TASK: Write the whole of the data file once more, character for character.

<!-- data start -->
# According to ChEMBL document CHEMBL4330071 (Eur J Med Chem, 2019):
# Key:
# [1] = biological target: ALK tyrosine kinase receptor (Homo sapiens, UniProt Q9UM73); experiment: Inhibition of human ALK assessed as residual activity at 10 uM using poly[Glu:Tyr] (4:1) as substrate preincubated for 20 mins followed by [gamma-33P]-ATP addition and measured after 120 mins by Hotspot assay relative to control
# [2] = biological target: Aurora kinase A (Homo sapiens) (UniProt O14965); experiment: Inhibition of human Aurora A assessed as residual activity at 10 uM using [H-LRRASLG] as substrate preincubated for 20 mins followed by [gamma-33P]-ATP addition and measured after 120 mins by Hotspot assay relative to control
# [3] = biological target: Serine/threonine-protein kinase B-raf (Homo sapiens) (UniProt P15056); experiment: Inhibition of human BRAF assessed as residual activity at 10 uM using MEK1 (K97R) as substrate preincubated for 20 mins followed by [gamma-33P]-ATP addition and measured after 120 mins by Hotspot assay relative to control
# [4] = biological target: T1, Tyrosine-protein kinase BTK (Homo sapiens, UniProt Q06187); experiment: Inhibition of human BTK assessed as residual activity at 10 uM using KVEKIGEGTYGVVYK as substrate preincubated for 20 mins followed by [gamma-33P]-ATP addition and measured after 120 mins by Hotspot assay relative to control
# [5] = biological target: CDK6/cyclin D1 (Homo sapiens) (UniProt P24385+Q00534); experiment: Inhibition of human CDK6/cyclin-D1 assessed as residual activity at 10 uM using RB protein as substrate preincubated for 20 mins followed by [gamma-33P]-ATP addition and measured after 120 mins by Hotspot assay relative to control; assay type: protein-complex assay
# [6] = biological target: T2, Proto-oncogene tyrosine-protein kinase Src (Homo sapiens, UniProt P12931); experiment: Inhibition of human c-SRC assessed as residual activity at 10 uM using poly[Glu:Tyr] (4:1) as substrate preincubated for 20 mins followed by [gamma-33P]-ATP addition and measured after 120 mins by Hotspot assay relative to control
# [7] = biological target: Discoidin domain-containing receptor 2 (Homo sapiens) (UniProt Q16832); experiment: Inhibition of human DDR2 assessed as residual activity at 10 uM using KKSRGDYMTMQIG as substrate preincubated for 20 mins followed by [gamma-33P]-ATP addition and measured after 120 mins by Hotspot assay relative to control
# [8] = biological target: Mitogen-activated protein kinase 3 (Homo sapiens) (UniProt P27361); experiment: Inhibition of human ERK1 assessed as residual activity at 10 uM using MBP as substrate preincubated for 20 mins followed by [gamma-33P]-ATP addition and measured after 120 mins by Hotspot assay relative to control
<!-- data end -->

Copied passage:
# According to ChEMBL document CHEMBL4330071 (Eur J Med Chem, 2019):
# Key:
# [1] = biological target: ALK tyrosine kinase receptor (Homo sapiens, UniProt Q9UM73); experiment: Inhibition of human ALK assessed as residual activity at 10 uM using poly[Glu:Tyr] (4:1) as substrate preincubated for 20 mins followed by [gamma-33P]-ATP addition and measured after 120 mins by Hotspot assay relative to control
# [2] = biological target: Aurora kinase A (Homo sapiens) (UniProt O14965); experiment: Inhibition of human Aurora A assessed as residual activity at 10 uM using [H-LRRASLG] as substrate preincubated for 20 mins followed by [gamma-33P]-ATP addition and measured after 120 mins by Hotspot assay relative to control
# [3] = biological target: Serine/threonine-protein kinase B-raf (Homo sapiens) (UniProt P15056); experiment: Inhibition of human BRAF assessed as residual activity at 10 uM using MEK1 (K97R) as substrate preincubated for 20 mins followed by [gamma-33P]-ATP addition and measured after 120 mins by Hotspot assay relative to control
# [4] = biological target: T1, Tyrosine-protein kinase BTK (Homo sapiens, UniProt Q06187); experiment: Inhibition of human BTK assessed as residual activity at 10 uM using KVEKIGEGTYGVVYK as substrate preincubated for 20 mins followed by [gamma-33P]-ATP addition and measured after 120 mins by Hotspot assay relative to control
# [5] = biological target: CDK6/cyclin D1 (Homo sapiens) (UniProt P24385+Q00534); experiment: Inhibition of human CDK6/cyclin-D1 assessed as residual activity at 10 uM using RB protein as substrate preincubated for 20 mins followed by [gamma-33P]-ATP addition and measured after 120 mins by Hotspot assay relative to control; assay type: protein-complex assay
# [6] = biological target: T2, Proto-oncogene tyrosine-protein kinase Src (Homo sapiens, UniProt P12931); experiment: Inhibition of human c-SRC assessed as residual activity at 10 uM using poly[Glu:Tyr] (4:1) as substrate preincubated for 20 mins followed by [gamma-33P]-ATP addition and measured after 120 mins by Hotspot assay relative to control
# [7] = biological target: Discoidin domain-containing receptor 2 (Homo sapiens) (UniProt Q16832); experiment: Inhibition of human DDR2 assessed as residual activity at 10 uM using KKSRGDYMTMQIG as substrate preincubated for 20 mins followed by [gamma-33P]-ATP addition and measured after 120 mins by Hotspot assay relative to control
# [8] = biological target: Mitogen-activated protein kinase 3 (Homo sapiens) (UniProt P27361); experiment: Inhibition of human ERK1 assessed as residual activity at 10 uM using MBP as substrate preincubated for 20 mins followed by [gamma-33P]-ATP addition and measured after 120 mins by Hotspot assay relative to control